The Silicon Valley Voice

Power To Your Voice

City Desk: Dec 24, 2014

Santa Clara City Council’s Dec. 16 meeting marked the end of an era: Patricia Mahan’s last Council meeting as an elected official. During her 20 years in public office, Santa Clara has moved inexorably toward becoming a 21st century urban center. At the same time, as an adamant preservationist, Mahan has tried to balance both sides of the scale.

In this she has been a quintessential representative of Santa Clara – a city that often seems torn about whether to be a 19th century pastoral retreat, mid-20th century sprawling commuter suburb, or high-density 21st century live-and-work urban center.

However, when it’s decision time, the City – and Mahan – almost invariably chooses going forward over the status quo. While history shows some of those decisions prove to be disasters – downtown “urban renewal” – others prove brilliantly successful, like the City’s investment in Northside land and infrastructure.


Even the most notable preservation project undertaken by the City during Mahan’s tenure, the Ulistac Natural Area, reflects progressive goals to recreate indigenous landscapes, not simply leaving things as they happen to be at one point in time.

Mahan’s tenure saw the large-scale development of the City’s Northside, most notably Levi’s Stadium’s construction, which so far has been an economic boon – but one that brings in its wake big-city challenges; including the risk of a rich-poor divide in a city that has historically been characterized by its universal middle class-ness.

First elected in 1994, Mahan was elected Mayor in 2002 and 2006, and then returned as a Council Member in 2010. Her father, John Mahan, served 11 years on the City Council – holding the record for the longest-serving Council Member until Pat broke that record.

As the Council welcomed new and reelected members last week, Mahan reflected on the changes over 20 years, while thanking the officials she’s served with and the City employees who are the backbone of Santa Clara’s successes.

“In my time here,” she said, “I endeavored to improve our city, enhance neighborhoods and create growth and opportunity. I want Santa Clara to be a welcoming community, a place where people can afford to live, and keep our city a leader in industry, economy and innovation. We have proven it can be done.”

During her time in office the old Agnews State Hospital became the Oracle office campus and the thriving Rivermark community. A new state-of-the-art Kaiser Medical Center was built. A new, airy high-tech Central Library serving a diverse and growing population replaced an outdated one, and the Northside got its long-promised branch library. Two new supermarkets opened in the formerly retail-starved Northside.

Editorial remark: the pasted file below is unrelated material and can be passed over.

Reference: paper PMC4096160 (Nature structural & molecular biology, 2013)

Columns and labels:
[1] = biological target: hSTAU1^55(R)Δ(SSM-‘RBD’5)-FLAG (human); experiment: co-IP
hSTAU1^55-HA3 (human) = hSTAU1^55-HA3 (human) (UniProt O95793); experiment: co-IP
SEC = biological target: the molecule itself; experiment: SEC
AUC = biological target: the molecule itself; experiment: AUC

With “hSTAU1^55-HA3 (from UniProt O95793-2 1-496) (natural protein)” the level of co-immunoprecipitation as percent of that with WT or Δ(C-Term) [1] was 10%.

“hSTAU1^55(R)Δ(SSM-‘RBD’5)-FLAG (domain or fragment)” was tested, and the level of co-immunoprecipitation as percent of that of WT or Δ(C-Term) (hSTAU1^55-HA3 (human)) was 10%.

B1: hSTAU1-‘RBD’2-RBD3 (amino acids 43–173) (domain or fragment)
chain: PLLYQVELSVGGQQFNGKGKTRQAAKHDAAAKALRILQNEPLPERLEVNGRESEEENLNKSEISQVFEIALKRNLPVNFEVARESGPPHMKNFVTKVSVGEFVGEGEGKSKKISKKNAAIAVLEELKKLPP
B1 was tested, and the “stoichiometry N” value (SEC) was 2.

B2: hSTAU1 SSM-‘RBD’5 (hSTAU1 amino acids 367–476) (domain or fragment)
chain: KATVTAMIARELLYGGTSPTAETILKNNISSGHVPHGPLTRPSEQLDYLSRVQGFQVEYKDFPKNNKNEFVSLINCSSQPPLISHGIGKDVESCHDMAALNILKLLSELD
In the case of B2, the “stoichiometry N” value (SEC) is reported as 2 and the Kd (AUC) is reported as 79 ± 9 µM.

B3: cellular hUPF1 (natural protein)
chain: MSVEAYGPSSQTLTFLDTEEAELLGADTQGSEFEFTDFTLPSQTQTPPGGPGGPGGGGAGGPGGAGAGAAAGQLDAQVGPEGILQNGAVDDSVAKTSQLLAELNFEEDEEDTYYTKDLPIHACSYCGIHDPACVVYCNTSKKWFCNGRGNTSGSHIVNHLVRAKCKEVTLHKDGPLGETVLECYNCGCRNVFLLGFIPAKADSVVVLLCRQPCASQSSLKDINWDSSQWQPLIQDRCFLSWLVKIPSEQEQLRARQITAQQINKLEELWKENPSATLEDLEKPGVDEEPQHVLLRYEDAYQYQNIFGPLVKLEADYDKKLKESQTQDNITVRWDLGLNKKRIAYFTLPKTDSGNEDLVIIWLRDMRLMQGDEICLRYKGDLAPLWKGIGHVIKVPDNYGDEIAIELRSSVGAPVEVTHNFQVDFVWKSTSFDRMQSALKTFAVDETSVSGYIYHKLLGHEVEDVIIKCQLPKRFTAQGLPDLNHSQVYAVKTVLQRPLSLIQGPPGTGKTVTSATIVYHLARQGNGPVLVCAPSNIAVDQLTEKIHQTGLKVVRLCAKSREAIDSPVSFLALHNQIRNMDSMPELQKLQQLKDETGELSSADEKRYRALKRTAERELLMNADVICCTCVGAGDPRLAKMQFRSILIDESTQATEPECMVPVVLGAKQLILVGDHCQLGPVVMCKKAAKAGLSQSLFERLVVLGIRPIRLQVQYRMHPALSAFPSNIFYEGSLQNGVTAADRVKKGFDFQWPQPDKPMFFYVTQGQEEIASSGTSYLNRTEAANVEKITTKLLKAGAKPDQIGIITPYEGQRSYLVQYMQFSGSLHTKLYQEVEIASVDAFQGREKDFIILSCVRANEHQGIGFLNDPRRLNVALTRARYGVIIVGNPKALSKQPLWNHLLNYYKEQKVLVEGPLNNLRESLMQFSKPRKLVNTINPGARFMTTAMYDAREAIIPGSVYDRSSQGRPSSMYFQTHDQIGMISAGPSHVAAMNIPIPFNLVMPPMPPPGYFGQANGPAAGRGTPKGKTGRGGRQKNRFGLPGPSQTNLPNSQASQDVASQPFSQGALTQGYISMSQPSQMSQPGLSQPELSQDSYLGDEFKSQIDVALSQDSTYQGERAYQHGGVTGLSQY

The Target shopping center transformed a dying strip mall into a retail destination. The municipal electric utility has grown into an economic engine for the City, a top “green power” company that’s bringing Santa Clara ever-closer to being self-sufficient in electricity, while still supplying reliable power at low rates.

At the same time, there are now neighborhood architectural guidelines – launched in response to the 1990s “monster house” trend – which Mahan hopes “has helped Santa Clara retain its character while improving our built environment.” A former golf course slated for apartment complexes is now Ulistac Natural Area. “I am proud that our Council followed the recommendation to turn the land into a natural area,” she said, “restoring the flora and fauna of a time before European settlement.”

Mahan’s single most-remembered legacy will likely be Levi’s Stadium. “When Kevin Moore first told me ‘One day there will be a Super Bowl in Santa Clara,'” she said, “I was tempted to ask him what he was smoking. Clearly, he was delusional. Yet, Levi’s Stadium will hold the NFL’s 50th Super Bowl game.

“If you agree the stadium may be one of the best things that ever happened to Santa Clara, thank Kevin Moore,” she said. “He was instrumental in making this work. If you don’t like the stadium, I’ll take the blame as it happened under my watch.”

Still, much remains to be done, Mahan said, including passing an historical preservation ordinance, fostering stadium area growth into a full-fledged tourism and entertainment destination, and rebuilding the International Swim Center. “We can return our swim center to its former glory. If we can bring the International Swim Hall of Fame, so much the better, since so many Hall-of-Famers swam for Santa Clara.

“The Council and the City will face new challenges and opportunities in the future, things we can’t even imagine tonight,” Mahan concluded. “As long as we adhere to the Santa Clara Way – dealing fairly, governing ethically, listening to the people and putting the needs of our residents before all – I have no fears for our future.”


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